I had this clever idea, or so I thought, in which I’d test some CDs and compare them to each other. Of course, CDs aren’t comparable — unless they are of the same music. The idea was: when a new digitally remastered CD is released, how does it differ. Suspicious individual that I am, I had half a mind to think that maybe a bit of dynamic range compression was applied in some remasters, with a view to allowing a higher average volume level.
So how to measure dynamic range? I was going to use Cool Edit 2000 which generates some useful statistics about audio files. But one of my editors suggested the Dynamic Range Meter.
The problem with that was the software had expired in August, since the authors had apparently planned to have a better version out by then. It seems that they haven’t.
Fortunately someone else did his own version with a couple of enhancements.
These meters take a pretty naive approach to this. Basically, you take the peak level achieved by the sound file, you take an average measure of the sound file, subtract the latter from the former and you end up with a figure. Express this in decibels and you have a sensible number that you can use to compare versions of music. This figure — the decibels, or DR — is a ratio between peak and average. It would typically range between maybe six and twenty, depending on the type of music.
Now I say this is naive because while the average figure (calculated using RMS methods to overcome the fact that roughly half the samples are negative) should be representative of the file, the peak depends on only one point. If that point is a transient, as it typically would be, there can be a rather large range on its value based purely on fluke. If the sample is on a rising or falling part of transient, then it will be lower than if it happens to be right on the peak. This all hangs solely on when the sample happens to be taken.
But let’s put that aside for the moment. I like to make sure my instruments are working well, and one way of partly confirming this is to compare measurements using two different instruments. So I used the facility in Cool Edit 2000 to gather stats on an audio track and applied the Dynamic Range Meter to the same track.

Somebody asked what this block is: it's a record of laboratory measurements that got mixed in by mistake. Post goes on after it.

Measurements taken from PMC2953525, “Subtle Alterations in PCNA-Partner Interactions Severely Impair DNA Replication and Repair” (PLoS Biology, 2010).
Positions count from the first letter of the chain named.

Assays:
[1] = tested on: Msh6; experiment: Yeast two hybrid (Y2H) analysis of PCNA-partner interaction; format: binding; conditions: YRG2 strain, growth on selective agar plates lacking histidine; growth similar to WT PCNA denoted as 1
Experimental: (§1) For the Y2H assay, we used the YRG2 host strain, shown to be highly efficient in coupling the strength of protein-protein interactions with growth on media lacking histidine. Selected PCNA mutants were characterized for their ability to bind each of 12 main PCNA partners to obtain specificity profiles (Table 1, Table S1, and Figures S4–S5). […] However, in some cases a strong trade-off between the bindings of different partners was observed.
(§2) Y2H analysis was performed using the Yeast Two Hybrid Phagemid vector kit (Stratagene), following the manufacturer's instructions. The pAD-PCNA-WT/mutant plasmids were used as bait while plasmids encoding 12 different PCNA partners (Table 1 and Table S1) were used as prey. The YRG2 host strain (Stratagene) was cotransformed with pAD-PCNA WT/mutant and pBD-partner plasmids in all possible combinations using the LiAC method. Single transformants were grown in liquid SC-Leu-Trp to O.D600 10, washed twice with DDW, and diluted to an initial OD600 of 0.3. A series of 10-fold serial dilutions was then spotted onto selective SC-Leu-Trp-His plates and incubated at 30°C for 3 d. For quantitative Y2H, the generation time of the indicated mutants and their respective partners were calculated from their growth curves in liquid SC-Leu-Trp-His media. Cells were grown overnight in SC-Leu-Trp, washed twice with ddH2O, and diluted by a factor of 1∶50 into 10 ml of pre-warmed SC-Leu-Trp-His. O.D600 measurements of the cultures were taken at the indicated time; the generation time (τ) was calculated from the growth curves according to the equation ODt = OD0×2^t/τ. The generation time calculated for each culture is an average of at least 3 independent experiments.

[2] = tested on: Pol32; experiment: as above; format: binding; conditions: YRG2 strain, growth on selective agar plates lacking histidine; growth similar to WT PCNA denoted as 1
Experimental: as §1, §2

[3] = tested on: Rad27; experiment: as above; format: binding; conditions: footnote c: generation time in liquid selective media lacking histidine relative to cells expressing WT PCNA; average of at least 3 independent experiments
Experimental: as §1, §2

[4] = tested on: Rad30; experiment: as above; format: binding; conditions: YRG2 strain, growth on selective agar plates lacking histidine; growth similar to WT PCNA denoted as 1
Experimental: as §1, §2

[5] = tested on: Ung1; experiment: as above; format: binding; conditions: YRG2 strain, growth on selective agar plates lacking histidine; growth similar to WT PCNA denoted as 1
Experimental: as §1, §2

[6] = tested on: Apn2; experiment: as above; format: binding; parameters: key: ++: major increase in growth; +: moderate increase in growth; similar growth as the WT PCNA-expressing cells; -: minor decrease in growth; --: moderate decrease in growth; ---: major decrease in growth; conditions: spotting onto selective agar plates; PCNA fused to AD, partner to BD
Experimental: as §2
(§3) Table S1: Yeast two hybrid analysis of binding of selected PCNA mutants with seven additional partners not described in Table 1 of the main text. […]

Oh, oh. Around three to four decibels difference for the RMS Average, with the Dynamic Range Meter giving a lower (closer to zero) value. Consequently its reported dynamic range was also 3-4dB lower than suggested by Cool Edit 2000.
Fortunately Cool Edit 2000 has an export facility, where you can turn an audio file into a text file consisting of a header, and then two long lists of numbers which represent the samples.
I trimmed to test file down to precisely one second in length (for 44,100 samples), exported it to text, imported it into Excel, and did my own max, min and RMS average calculations. This agreed, kind of, with Cool Edit 2000 rather than the Dynamic Range Meter.
(Kind of because Cool Edit seems to call the average, as I calculated it, ‘Total RMS Power’, and gives a slightly different answer — out by up to 0.5dB — for ‘Average RMS Power’).
So am I missing something? Is there a better more representative method for calculating average than I used?
My manual methodology was simple: square each sample, add them all up, divide by the number of samples and take the square root of the result.
Update (6 December 2011): The author of the improved Dynamic Range Meter emailed me back in response to a query and he clarifies things.
It is all to do with reference level. The maximum possible level of a digital sample is 0dB, of course. All other values in the range are negative. If you take the RMS average of a square wave you will get a result of 0dB. That’s because half the samples are at the positive end of the full scale, and half are at the negative end. If you take the RMS average of a sine wave you will get a result of -3.01dB (calculated by 20.log(sin(pi/4))).
Apparently there has been some disagreement over whether 0dB should be take as the reference for RMS measures, or -3.01dB. There are arguments on both sides. Intuitively 0dB seems to be the obvious choice. But as mentioned, that would mean a full-scale sine wave could never get higher than -3.01dB on average.
So in the end, it seems that the international standard has gone for the sine wave reference, treating it as 0dBFS for RMS purposes, which effectively counts the RMS levels of all other signals as 3.01dB higher than they otherwise would have been.
But this does not apply to specific samples. They are still counted with reference to the real 0dBFS. So when you subtract this redefined average RMS level from the peak level, you come up with a result 3.01dB less than the raw numbers would suggest. And in addition, the average RMS level of a square wave is actually positive rather than negative!
According to Wikipedia, the intuitive 0dB = 0dB approach is also the norm for analogue. I’m inclined to think I’ll stick with this, but the less is that it should be made entirely clear precisely how one is doing one’s measurement because there is plenty of room for confusion.